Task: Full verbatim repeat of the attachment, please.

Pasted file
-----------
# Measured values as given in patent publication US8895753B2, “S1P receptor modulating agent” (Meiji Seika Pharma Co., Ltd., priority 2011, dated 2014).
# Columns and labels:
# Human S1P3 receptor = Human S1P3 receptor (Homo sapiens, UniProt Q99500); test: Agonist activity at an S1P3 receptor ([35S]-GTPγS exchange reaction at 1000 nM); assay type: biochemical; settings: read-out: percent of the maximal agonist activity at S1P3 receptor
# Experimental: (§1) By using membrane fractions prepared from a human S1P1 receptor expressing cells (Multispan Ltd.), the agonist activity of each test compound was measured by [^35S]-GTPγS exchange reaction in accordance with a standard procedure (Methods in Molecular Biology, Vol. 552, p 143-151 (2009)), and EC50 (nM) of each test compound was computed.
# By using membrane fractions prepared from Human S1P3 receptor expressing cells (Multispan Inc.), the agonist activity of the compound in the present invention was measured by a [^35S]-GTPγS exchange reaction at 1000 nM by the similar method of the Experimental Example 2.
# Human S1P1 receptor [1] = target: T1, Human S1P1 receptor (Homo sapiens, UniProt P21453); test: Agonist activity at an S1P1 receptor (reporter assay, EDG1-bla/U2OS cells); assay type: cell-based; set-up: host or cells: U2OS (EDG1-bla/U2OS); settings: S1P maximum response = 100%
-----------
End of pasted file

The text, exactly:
# Measured values as given in patent publication US8895753B2, “S1P receptor modulating agent” (Meiji Seika Pharma Co., Ltd., priority 2011, dated 2014).
# Columns and labels:
# Human S1P3 receptor = Human S1P3 receptor (Homo sapiens, UniProt Q99500); test: Agonist activity at an S1P3 receptor ([35S]-GTPγS exchange reaction at 1000 nM); assay type: biochemical; settings: read-out: percent of the maximal agonist activity at S1P3 receptor
# Experimental: (§1) By using membrane fractions prepared from a human S1P1 receptor expressing cells (Multispan Ltd.), the agonist activity of each test compound was measured by [^35S]-GTPγS exchange reaction in accordance with a standard procedure (Methods in Molecular Biology, Vol. 552, p 143-151 (2009)), and EC50 (nM) of each test compound was computed.
# By using membrane fractions prepared from Human S1P3 receptor expressing cells (Multispan Inc.), the agonist activity of the compound in the present invention was measured by a [^35S]-GTPγS exchange reaction at 1000 nM by the similar method of the Experimental Example 2.
# Human S1P1 receptor [1] = target: T1, Human S1P1 receptor (Homo sapiens, UniProt P21453); test: Agonist activity at an S1P1 receptor (reporter assay, EDG1-bla/U2OS cells); assay type: cell-based; set-up: host or cells: U2OS (EDG1-bla/U2OS); settings: S1P maximum response = 100%